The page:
Activist have come on vocally to shore up Bed Bath & Beyond's (BBBY) sustained slide, but so far solutions remain elusive.
Shares have declined substantially over the past few quarters and even further over the one year, five year, and even 10 year periods. An over 7% decline on Thursday after reporting disappointing earnings on Wednesday evening is not aiding this trend.
Amidst the declines in the longer term, an activist investor group comprised of Legion Partners, Macellum Capital Management and Ancora Advisors came on to shake up management and corporate strategy, issuing a scathing screed in late April.
"Historical performance demonstrates Bed Bath & Beyond's Board and management have failed shareholders," the group wrote. "We believe Bed Bath has enormous potential under new leadership - our goal is to reinvigorate Bed Bath and restore a winning culture."
The changes since have been swift, as within weeks of airing their grievances publicly former CEO Steven Temares exited the company and four new board members were named.
The latest quarterly report reveals that activist voices are being given attention, there are significant growing pains, especially as a focus on margins has severely pared down same store sales ala J. C. Penney (JCP) .
Still, the ability to create value either through a sale of the business, asset sales, or other methods under activist advisory, many still see a case for a proverbial light at the end of the tunnel.
"Under the pressure of activist investors, BBBY has made significant changes to its board. BBBY's board members now have an average tenure of ~one year (vs. ~19 years in February 2019, which at the time was the highest in our coverage)," Keybanc Capital Markets analyst Brad Thomas said. "Today, four out of 13 board members were sourced from the activist slate, including John Fleming, Sue Gove, Jeffrey Kirwan, and Joshua Schechter. We believe the new board can provide the fresh perspectives necessary to help BBBY accelerate its turnaround."
There remains the hurdle of naming a new CEO, but a more focused mind on the new landscape of the retail industry could be a key positive as well.
In the near term, interim CEO Mary Winston's outline of restructuring ahead has encouraged speculative interest in the stock at its severely depressed levels.
The near term highlighted tasks include a focus on stabilizing sales without sacrificing profits, which includes is popular coupon-heavy sales driver, resetting the cost structure, reviewing the asset base, and restructuring the administrative structure.
"These initiatives all appear appropriate, and an engaged Board and senior leadership team should be able to affect change," Wedbush analyst Seth Basham wrote of the plan. "That said, growing sales and gross margins simultaneously will be challenging-price increases, coupon restrictions, eliminating unprofitable SKUs may help support margins but will continue to weigh on sales, in our view."
Basham suggested that a possible sale of Buy Buy Baby and "other assets likely worth at most $7 per share" is keeping him neutral on the stock despite the persistent pain for shareholders.
The sale of assets would also add to the company's cash horde which has quizzically been used to promote a large buyback program and dividend payments while stores remain in need of refurbishing and the stock price continues to decline.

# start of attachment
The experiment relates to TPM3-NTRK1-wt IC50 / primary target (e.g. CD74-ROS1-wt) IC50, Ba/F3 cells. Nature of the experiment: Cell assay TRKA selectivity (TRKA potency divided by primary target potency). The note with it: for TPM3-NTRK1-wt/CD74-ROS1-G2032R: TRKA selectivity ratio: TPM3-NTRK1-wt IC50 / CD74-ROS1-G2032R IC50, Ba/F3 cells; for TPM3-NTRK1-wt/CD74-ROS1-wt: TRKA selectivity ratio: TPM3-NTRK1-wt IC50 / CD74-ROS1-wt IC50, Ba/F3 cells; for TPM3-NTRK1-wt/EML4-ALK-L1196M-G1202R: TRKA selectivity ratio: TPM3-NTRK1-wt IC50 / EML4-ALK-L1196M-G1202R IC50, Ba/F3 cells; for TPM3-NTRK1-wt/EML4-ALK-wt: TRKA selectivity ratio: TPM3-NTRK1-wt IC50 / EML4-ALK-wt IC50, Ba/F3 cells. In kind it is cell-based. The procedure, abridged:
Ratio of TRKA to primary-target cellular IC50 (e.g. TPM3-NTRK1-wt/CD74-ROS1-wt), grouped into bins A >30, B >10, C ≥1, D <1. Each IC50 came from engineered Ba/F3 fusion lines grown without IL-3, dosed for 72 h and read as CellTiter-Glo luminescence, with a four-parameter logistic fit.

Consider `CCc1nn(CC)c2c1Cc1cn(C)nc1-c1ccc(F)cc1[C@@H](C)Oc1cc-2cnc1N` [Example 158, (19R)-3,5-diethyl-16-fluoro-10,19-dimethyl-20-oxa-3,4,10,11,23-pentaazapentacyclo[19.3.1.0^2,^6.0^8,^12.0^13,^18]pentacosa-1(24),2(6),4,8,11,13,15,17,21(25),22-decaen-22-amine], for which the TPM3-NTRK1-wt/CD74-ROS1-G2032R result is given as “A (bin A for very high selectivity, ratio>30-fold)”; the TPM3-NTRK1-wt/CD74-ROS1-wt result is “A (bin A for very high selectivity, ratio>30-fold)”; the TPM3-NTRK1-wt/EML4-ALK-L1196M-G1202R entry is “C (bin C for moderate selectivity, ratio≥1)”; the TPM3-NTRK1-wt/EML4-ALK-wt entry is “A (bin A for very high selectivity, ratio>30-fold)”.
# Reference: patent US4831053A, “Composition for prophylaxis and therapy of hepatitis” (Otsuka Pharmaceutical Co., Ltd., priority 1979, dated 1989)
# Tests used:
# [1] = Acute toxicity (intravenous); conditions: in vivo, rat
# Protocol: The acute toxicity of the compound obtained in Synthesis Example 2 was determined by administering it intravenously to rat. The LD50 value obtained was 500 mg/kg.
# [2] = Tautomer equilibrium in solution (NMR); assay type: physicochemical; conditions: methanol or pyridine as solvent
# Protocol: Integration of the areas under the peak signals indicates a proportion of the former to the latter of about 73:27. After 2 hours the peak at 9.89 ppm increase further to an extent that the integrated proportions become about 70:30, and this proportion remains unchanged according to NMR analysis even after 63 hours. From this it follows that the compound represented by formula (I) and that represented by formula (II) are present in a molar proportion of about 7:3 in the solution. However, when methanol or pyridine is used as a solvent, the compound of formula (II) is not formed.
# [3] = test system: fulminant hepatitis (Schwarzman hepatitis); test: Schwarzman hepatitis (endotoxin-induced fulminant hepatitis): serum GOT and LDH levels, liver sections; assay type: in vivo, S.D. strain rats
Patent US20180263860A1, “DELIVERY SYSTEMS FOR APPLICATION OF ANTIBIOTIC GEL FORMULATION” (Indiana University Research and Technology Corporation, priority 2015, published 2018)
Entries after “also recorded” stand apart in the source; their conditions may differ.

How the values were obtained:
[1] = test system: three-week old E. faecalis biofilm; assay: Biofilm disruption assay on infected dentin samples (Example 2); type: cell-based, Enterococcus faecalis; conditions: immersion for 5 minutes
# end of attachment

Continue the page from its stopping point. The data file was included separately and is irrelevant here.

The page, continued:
"While every penny is needed, the company still bought back $81 million in stock, or 5.3 million shares. This insane buyback has taken shares down from 224 million six years ago to 127 million now. Six years ago the stock was at $80. Now it is $11," Jim Cramer noted in his Thursday morning column. "That has to be the dumbest buyback in history and the fact that it was still going on this quarter is simply unbelievable to me."
He suggested this should be an easy fix for new management under activist pressure.
The balance sheet is a key strength for the company at the moment and supports the belief that activists have time to turn the ship around. A reduction in the loss-making buyback program could enhance that narrative and protects the current dividend.
Not all are convinced this is sustainable.
"The big question is just how to enhance? How to bring us back? The firm runs with cash and cash equivalents of $700 million, plus an additional $200 million in short-term investment," Real Money columnist Stephen Guilfoyle commented, highlighting the challenge ahead for the next CEO. "That's up against long-term debt of just under $1.5 billion. Total liabilities are rising faster than total assets."
That, of course, speaks to the larger task is modernizing the company and returning the share price to a level above where activists came aboard earlier this year, not easily done as both Target (TGT) and Amazon (AMZN) eat away at the core business.
While activists are not usually apt to accept a loss on their investment and shares are trading at a paltry five times forward earnings, suggesting that at the very least asset sales to turn a profit could offer value, getting a premium at this point may prove problematic.
"It's a tough road. Thank heavens they have some cash," Cramer concluded. "Whoever ends up as CEO here will have his or her hands filled to shrink the company and give it a raison d'etre before it withers away."
In any event, until that CEO is named, it's likely too early to get excited about buying any dip in Bed Bath & Beyond, no matter what the dividend.